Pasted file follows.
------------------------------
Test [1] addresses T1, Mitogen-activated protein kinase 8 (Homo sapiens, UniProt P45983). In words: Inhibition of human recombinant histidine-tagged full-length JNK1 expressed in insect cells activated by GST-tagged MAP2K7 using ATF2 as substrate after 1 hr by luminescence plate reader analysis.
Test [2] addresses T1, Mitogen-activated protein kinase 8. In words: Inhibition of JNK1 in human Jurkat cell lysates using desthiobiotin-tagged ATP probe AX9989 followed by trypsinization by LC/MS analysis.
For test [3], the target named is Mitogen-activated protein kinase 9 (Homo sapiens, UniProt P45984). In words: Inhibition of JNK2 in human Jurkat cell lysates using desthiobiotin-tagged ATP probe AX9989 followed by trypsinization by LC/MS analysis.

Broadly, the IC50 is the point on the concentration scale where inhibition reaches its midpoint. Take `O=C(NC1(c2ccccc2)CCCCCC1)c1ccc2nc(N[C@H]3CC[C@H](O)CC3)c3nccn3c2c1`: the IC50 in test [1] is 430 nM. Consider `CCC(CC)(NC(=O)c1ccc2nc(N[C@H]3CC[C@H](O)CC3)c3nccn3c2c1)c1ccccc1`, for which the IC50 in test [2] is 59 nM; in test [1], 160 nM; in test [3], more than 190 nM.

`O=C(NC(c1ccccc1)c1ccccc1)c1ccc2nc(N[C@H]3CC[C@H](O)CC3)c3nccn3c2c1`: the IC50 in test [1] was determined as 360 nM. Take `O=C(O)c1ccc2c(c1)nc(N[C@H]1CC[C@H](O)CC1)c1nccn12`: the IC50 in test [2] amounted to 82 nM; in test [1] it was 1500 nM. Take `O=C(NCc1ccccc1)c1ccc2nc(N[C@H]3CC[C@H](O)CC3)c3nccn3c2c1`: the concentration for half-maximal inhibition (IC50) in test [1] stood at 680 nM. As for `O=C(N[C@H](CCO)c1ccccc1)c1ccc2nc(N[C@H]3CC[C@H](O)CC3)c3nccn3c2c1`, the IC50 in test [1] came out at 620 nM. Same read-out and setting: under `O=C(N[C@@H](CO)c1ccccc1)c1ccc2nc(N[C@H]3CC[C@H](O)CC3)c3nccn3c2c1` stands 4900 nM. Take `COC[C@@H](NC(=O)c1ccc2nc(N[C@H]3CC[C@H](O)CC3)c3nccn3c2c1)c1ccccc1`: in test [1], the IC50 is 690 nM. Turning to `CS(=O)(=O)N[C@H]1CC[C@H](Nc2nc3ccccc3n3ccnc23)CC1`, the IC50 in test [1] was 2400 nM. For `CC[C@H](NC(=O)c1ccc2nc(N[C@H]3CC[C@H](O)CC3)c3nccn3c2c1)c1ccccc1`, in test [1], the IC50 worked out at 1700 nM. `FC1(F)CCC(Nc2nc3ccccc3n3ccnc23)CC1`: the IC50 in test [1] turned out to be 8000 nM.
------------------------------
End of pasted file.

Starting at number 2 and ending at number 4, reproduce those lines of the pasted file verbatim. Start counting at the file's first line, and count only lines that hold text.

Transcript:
Test [2] addresses T1, Mitogen-activated protein kinase 8. In words: Inhibition of JNK1 in human Jurkat cell lysates using desthiobiotin-tagged ATP probe AX9989 followed by trypsinization by LC/MS analysis.
For test [3], the target named is Mitogen-activated protein kinase 9 (Homo sapiens, UniProt P45984). In words: Inhibition of JNK2 in human Jurkat cell lysates using desthiobiotin-tagged ATP probe AX9989 followed by trypsinization by LC/MS analysis.

Broadly, the IC50 is the point on the concentration scale where inhibition reaches its midpoint. Take `O=C(NC1(c2ccccc2)CCCCCC1)c1ccc2nc(N[C@H]3CC[C@H](O)CC3)c3nccn3c2c1`: the IC50 in test [1] is 430 nM. Consider `CCC(CC)(NC(=O)c1ccc2nc(N[C@H]3CC[C@H](O)CC3)c3nccn3c2c1)c1ccccc1`, for which the IC50 in test [2] is 59 nM; in test [1], 160 nM; in test [3], more than 190 nM.